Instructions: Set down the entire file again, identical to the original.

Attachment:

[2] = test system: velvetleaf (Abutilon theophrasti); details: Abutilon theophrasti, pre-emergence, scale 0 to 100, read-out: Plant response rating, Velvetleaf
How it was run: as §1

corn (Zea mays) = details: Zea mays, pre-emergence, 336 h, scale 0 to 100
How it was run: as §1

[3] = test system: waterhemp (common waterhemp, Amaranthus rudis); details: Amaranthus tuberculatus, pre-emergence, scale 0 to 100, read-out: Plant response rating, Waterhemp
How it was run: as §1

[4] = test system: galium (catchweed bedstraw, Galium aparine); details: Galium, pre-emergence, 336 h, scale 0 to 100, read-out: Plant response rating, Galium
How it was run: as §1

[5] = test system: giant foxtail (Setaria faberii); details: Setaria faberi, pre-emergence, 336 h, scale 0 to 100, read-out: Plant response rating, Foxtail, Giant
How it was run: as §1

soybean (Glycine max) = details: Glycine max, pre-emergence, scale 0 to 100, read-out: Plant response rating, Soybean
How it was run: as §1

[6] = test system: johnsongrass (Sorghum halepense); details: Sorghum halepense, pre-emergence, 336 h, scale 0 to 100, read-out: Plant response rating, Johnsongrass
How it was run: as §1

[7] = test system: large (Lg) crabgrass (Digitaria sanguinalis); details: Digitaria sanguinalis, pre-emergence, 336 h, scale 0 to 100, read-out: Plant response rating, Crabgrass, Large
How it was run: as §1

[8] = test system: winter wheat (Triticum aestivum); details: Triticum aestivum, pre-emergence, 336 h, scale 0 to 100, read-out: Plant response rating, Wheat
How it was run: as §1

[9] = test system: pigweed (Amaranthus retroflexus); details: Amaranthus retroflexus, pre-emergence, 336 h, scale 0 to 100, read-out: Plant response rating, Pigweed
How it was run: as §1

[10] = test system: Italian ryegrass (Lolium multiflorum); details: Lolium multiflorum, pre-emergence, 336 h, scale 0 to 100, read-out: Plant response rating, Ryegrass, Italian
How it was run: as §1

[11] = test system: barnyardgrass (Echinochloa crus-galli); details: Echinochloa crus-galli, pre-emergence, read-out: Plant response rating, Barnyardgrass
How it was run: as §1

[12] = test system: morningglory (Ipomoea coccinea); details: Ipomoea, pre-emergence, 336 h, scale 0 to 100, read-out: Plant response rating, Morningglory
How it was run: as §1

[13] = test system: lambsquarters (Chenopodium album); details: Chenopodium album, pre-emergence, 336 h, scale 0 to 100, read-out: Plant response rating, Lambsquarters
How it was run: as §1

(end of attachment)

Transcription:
[2] = test system: velvetleaf (Abutilon theophrasti); details: Abutilon theophrasti, pre-emergence, scale 0 to 100, read-out: Plant response rating, Velvetleaf
How it was run: as §1

corn (Zea mays) = details: Zea mays, pre-emergence, 336 h, scale 0 to 100
How it was run: as §1

[3] = test system: waterhemp (common waterhemp, Amaranthus rudis); details: Amaranthus tuberculatus, pre-emergence, scale 0 to 100, read-out: Plant response rating, Waterhemp
How it was run: as §1

[4] = test system: galium (catchweed bedstraw, Galium aparine); details: Galium, pre-emergence, 336 h, scale 0 to 100, read-out: Plant response rating, Galium
How it was run: as §1

[5] = test system: giant foxtail (Setaria faberii); details: Setaria faberi, pre-emergence, 336 h, scale 0 to 100, read-out: Plant response rating, Foxtail, Giant
How it was run: as §1

soybean (Glycine max) = details: Glycine max, pre-emergence, scale 0 to 100, read-out: Plant response rating, Soybean
How it was run: as §1

[6] = test system: johnsongrass (Sorghum halepense); details: Sorghum halepense, pre-emergence, 336 h, scale 0 to 100, read-out: Plant response rating, Johnsongrass
How it was run: as §1

[7] = test system: large (Lg) crabgrass (Digitaria sanguinalis); details: Digitaria sanguinalis, pre-emergence, 336 h, scale 0 to 100, read-out: Plant response rating, Crabgrass, Large
How it was run: as §1

[8] = test system: winter wheat (Triticum aestivum); details: Triticum aestivum, pre-emergence, 336 h, scale 0 to 100, read-out: Plant response rating, Wheat
How it was run: as §1

[9] = test system: pigweed (Amaranthus retroflexus); details: Amaranthus retroflexus, pre-emergence, 336 h, scale 0 to 100, read-out: Plant response rating, Pigweed
How it was run: as §1

[10] = test system: Italian ryegrass (Lolium multiflorum); details: Lolium multiflorum, pre-emergence, 336 h, scale 0 to 100, read-out: Plant response rating, Ryegrass, Italian
How it was run: as §1

[11] = test system: barnyardgrass (Echinochloa crus-galli); details: Echinochloa crus-galli, pre-emergence, read-out: Plant response rating, Barnyardgrass
How it was run: as §1

[12] = test system: morningglory (Ipomoea coccinea); details: Ipomoea, pre-emergence, 336 h, scale 0 to 100, read-out: Plant response rating, Morningglory
How it was run: as §1

[13] = test system: lambsquarters (Chenopodium album); details: Chenopodium album, pre-emergence, 336 h, scale 0 to 100, read-out: Plant response rating, Lambsquarters
How it was run: as §1